AUTHOR The Ecoventura Team
CONSERVATION IN GALAPAGOS
Happy World Turtle Day!
AUTHOR The Ecoventura Team
Today is World Turtle Day, a fantastic initiative sponsored by American Tortoise Rescue, and a celebration that is very close to our hearts here at Ecoventura.
Established in 2000, the aim of World Turtle Day is to celebrate turtles and tortoises around the globe and to raise awareness of their plight. The Galapagos Islands are home to two very special species, the Galapagos Green Sea Turtle and the Galapagos Giant Tortoise, both of which can be encountered during cruises on board three of our vessels – First Class Yacht Letty, and Luxury Yachts Origin and Theory.
The Galapagos Green Sea Turtle
The Green Sea Turtle is found in tropical and sub tropical waters – they love the coral reefs and nutrient rich waters which bathe them – hence why the Galapapos Islands are such a perfect habitat. They are supremely fast swimmers; their powerful flippers helping them whizz through the water at speeds of up to 35mph, yet they can also be found taking their time floating serenely around the reef – happy to be followed by an inquisitive snorkel and mask.
Sadly they face many threats and their global population numbers are falling. The modern day fishing industry poses significant danger as the turtles become tangled up in nets and tragically drown. Curious juveniles will try and eat almost anything – jellyfish are a firm favourite, but unfortunately there are too many plastic bags littering the ocean that resemble them, causing suffocation. Introduced mammals on the islands, such as cats and rats, raid nests and eat eggs and hatchlings before they’ve even had a chance of life.
The Galapagos Conservation Trust
It can feel challenging to celebrate these magnificent creatures whilst knowing the damage that humans have done, yet remarkable organisations such as The Galapagos Conservation Trust, supported by Ecoventura, are striving to make a difference. Not only is the GCT working to reduce the use of plastic within the archipelago they are also focussed on educating the local community about the danger of its use and eco alternatives that can be used in its place.
Since Green Turtles have been spotted off the coast of Floreana Island, the GCT have launched an initiative to eradicate the island of invasive species and restore it back to its original ecological state. The hope is that the original inhabitants, such as the Galapagos Green Sea Turtle, will once again thrive.
The Giant Galapagos Tortoise
Did you know that excluding Antarctica, Giant Tortoises once lived all over the world? Yet as the human race grew, they were hunted until extinction on land – managing to survive only on oceanic islands? Despite the challenging environmental conditions on the Galapagos Islands – such as the extreme heat of the burning equatorial sun, threats of draught or volcanic eruptions, the Giant Galapagos Tortoise has managed to adapt pretty well to its surroundings and make these islands its home.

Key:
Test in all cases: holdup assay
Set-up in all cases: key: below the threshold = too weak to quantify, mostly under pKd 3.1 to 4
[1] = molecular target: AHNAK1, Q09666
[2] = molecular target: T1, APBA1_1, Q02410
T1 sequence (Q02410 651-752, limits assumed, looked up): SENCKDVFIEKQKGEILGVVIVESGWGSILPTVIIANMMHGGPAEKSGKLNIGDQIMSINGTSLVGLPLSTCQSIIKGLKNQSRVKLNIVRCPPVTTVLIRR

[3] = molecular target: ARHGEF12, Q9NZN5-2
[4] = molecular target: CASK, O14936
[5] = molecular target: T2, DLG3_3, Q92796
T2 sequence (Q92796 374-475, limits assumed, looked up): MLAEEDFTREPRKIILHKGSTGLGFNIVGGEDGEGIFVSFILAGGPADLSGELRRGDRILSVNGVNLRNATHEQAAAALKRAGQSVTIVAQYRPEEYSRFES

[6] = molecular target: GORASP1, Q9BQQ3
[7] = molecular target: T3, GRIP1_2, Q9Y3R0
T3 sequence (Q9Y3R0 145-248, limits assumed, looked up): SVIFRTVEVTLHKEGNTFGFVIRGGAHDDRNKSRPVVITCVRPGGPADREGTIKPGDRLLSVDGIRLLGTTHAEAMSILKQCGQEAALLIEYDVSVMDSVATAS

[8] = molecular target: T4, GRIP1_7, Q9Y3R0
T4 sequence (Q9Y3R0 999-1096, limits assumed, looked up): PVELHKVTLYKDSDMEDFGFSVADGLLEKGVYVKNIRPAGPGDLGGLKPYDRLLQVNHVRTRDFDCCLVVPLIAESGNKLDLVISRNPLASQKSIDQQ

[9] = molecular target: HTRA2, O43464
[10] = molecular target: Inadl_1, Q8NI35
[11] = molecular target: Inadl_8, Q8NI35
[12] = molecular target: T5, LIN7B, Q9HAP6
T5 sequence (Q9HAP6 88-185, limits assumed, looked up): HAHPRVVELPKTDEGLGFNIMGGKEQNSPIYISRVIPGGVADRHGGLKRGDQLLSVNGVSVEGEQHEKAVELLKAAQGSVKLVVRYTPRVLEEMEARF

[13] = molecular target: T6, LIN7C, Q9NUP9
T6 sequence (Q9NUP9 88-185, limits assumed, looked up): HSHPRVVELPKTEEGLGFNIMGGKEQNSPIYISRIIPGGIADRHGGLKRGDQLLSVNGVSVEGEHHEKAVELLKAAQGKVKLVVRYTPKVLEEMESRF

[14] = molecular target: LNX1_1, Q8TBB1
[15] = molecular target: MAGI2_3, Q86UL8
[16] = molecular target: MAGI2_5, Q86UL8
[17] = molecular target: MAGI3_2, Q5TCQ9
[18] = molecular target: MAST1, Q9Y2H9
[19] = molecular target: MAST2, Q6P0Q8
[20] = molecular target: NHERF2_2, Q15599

The Charles Darwin Foundation set up its research station on
Puerto Ayora on Santa Cruz Island and here Ecoventura guests are able to see the tortoises as tiny hatchlings as well as their full grown giant selves! Up in the highlands of Santa Cruz, Giant Tortoises roam in their natural habitat on the Moreno family farm, Las Primicias as well as other properties.
The Galapagos Biodiversity & Education for Sustainability Fund and its Efforts
Despite the positive effects of the captive breeding in the Galapagos, there are only about 15,000 Giant Tortoises left in the wild – globally. It’s vital we understand more about these historic creatures and their well being in order to safeguard their future. In partnership with the Charles Darwin Foundation, Ecoventura established The Galapagos Biodiversity & Education for Sustainability Fund (GBESF) in order to support several research and conservation projects within the archipelago.
Earlier this year, the fund embarked upon a new project – collecting 200 biological samples from the Giant Tortoise to understand how human practices and interaction with domestic animals may affect their health. Long days both in the field and the laboratory successfully generated some important findings – such as the discovery of antibiotic resistance in Giant Tortoises. Every little helps.
Together, Turtle and Tortoises are part of the order Testudines – which have lived on this planet for an incredible 200 million years, and it would be beyond tragic if we were responsible for an end to this spectacular reign. So how to help? If you want to actively support this threatened species as well as the efforts of The Galapagos Conservation Trust and
The Charles Darwin Foundation then why not adopt one of them for yourself? Happy World Turtle Day!